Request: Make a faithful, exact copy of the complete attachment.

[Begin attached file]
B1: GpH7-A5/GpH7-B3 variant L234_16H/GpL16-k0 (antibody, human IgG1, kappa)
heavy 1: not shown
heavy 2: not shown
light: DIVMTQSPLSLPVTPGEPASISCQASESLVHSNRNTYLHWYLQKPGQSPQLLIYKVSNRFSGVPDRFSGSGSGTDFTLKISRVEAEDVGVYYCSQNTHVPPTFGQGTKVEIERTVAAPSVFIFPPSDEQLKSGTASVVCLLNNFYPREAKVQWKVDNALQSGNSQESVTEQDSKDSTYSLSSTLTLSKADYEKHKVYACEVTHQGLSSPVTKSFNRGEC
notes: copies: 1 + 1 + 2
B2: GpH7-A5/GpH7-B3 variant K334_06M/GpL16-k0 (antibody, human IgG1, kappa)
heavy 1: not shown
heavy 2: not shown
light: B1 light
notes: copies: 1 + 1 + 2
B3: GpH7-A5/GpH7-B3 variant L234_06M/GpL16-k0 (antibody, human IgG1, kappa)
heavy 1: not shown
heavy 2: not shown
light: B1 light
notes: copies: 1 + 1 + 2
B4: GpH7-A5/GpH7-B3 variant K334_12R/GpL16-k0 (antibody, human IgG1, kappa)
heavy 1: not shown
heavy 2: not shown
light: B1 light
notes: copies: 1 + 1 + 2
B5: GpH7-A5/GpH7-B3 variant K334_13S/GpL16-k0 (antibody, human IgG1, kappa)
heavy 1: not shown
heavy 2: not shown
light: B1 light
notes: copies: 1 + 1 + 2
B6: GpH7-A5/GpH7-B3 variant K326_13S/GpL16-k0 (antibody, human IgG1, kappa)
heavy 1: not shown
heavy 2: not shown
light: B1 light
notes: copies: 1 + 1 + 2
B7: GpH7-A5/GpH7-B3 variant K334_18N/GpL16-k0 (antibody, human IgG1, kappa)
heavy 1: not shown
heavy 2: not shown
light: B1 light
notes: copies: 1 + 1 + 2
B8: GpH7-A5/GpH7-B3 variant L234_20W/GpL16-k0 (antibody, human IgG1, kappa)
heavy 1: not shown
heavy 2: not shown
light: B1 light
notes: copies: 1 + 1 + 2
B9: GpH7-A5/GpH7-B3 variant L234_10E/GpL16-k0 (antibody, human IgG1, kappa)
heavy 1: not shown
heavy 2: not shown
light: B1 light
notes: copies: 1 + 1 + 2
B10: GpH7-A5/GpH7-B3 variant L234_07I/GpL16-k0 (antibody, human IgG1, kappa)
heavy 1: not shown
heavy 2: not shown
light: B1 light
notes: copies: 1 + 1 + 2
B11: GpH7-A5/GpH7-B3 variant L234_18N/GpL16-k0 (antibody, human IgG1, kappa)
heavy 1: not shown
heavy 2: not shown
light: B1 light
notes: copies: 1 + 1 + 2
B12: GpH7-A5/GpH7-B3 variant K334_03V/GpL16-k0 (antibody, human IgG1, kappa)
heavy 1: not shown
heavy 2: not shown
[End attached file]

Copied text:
B1: GpH7-A5/GpH7-B3 variant L234_16H/GpL16-k0 (antibody, human IgG1, kappa)
heavy 1: not shown
heavy 2: not shown
light: DIVMTQSPLSLPVTPGEPASISCQASESLVHSNRNTYLHWYLQKPGQSPQLLIYKVSNRFSGVPDRFSGSGSGTDFTLKISRVEAEDVGVYYCSQNTHVPPTFGQGTKVEIERTVAAPSVFIFPPSDEQLKSGTASVVCLLNNFYPREAKVQWKVDNALQSGNSQESVTEQDSKDSTYSLSSTLTLSKADYEKHKVYACEVTHQGLSSPVTKSFNRGEC
notes: copies: 1 + 1 + 2
B2: GpH7-A5/GpH7-B3 variant K334_06M/GpL16-k0 (antibody, human IgG1, kappa)
heavy 1: not shown
heavy 2: not shown
light: B1 light
notes: copies: 1 + 1 + 2
B3: GpH7-A5/GpH7-B3 variant L234_06M/GpL16-k0 (antibody, human IgG1, kappa)
heavy 1: not shown
heavy 2: not shown
light: B1 light
notes: copies: 1 + 1 + 2
B4: GpH7-A5/GpH7-B3 variant K334_12R/GpL16-k0 (antibody, human IgG1, kappa)
heavy 1: not shown
heavy 2: not shown
light: B1 light
notes: copies: 1 + 1 + 2
B5: GpH7-A5/GpH7-B3 variant K334_13S/GpL16-k0 (antibody, human IgG1, kappa)
heavy 1: not shown
heavy 2: not shown
light: B1 light
notes: copies: 1 + 1 + 2
B6: GpH7-A5/GpH7-B3 variant K326_13S/GpL16-k0 (antibody, human IgG1, kappa)
heavy 1: not shown
heavy 2: not shown
light: B1 light
notes: copies: 1 + 1 + 2
B7: GpH7-A5/GpH7-B3 variant K334_18N/GpL16-k0 (antibody, human IgG1, kappa)
heavy 1: not shown
heavy 2: not shown
light: B1 light
notes: copies: 1 + 1 + 2
B8: GpH7-A5/GpH7-B3 variant L234_20W/GpL16-k0 (antibody, human IgG1, kappa)
heavy 1: not shown
heavy 2: not shown
light: B1 light
notes: copies: 1 + 1 + 2
B9: GpH7-A5/GpH7-B3 variant L234_10E/GpL16-k0 (antibody, human IgG1, kappa)
heavy 1: not shown
heavy 2: not shown
light: B1 light
notes: copies: 1 + 1 + 2
B10: GpH7-A5/GpH7-B3 variant L234_07I/GpL16-k0 (antibody, human IgG1, kappa)
heavy 1: not shown
heavy 2: not shown
light: B1 light
notes: copies: 1 + 1 + 2
B11: GpH7-A5/GpH7-B3 variant L234_18N/GpL16-k0 (antibody, human IgG1, kappa)
heavy 1: not shown
heavy 2: not shown
light: B1 light
notes: copies: 1 + 1 + 2
B12: GpH7-A5/GpH7-B3 variant K334_03V/GpL16-k0 (antibody, human IgG1, kappa)
heavy 1: not shown
heavy 2: not shown